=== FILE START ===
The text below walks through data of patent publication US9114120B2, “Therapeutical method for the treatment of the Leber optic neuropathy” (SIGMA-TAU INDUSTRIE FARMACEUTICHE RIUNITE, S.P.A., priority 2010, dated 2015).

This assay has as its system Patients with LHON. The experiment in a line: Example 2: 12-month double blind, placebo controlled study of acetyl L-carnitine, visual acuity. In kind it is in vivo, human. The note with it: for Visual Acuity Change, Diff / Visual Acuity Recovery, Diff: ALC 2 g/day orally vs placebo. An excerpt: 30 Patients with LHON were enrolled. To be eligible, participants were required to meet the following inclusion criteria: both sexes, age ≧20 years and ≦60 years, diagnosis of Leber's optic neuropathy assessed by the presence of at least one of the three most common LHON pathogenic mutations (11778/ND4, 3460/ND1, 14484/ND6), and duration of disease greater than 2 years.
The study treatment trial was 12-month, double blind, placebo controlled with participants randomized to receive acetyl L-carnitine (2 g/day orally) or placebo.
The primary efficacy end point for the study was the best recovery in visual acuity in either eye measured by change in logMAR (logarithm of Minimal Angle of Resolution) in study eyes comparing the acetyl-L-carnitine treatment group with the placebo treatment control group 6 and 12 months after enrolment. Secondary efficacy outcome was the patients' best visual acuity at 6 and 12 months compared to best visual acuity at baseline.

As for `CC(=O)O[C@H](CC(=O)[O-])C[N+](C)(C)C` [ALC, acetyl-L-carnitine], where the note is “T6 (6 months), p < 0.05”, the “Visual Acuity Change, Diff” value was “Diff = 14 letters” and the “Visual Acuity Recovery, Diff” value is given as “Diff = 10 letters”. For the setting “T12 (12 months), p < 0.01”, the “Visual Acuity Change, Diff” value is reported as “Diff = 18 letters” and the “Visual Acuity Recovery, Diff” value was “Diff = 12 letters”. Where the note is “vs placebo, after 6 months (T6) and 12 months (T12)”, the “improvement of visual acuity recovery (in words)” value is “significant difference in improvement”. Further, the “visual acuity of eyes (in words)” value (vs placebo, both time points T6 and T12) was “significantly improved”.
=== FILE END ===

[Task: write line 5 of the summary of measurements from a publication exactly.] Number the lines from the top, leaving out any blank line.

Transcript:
As for `CC(=O)O[C@H](CC(=O)[O-])C[N+](C)(C)C` [ALC, acetyl-L-carnitine], where the note is “T6 (6 months), p < 0.05”, the “Visual Acuity Change, Diff” value was “Diff = 14 letters” and the “Visual Acuity Recovery, Diff” value is given as “Diff = 10 letters”. For the setting “T12 (12 months), p < 0.01”, the “Visual Acuity Change, Diff” value is reported as “Diff = 18 letters” and the “Visual Acuity Recovery, Diff” value was “Diff = 12 letters”. Where the note is “vs placebo, after 6 months (T6) and 12 months (T12)”, the “improvement of visual acuity recovery (in words)” value is “significant difference in improvement”. Further, the “visual acuity of eyes (in words)” value (vs placebo, both time points T6 and T12) was “significantly improved”.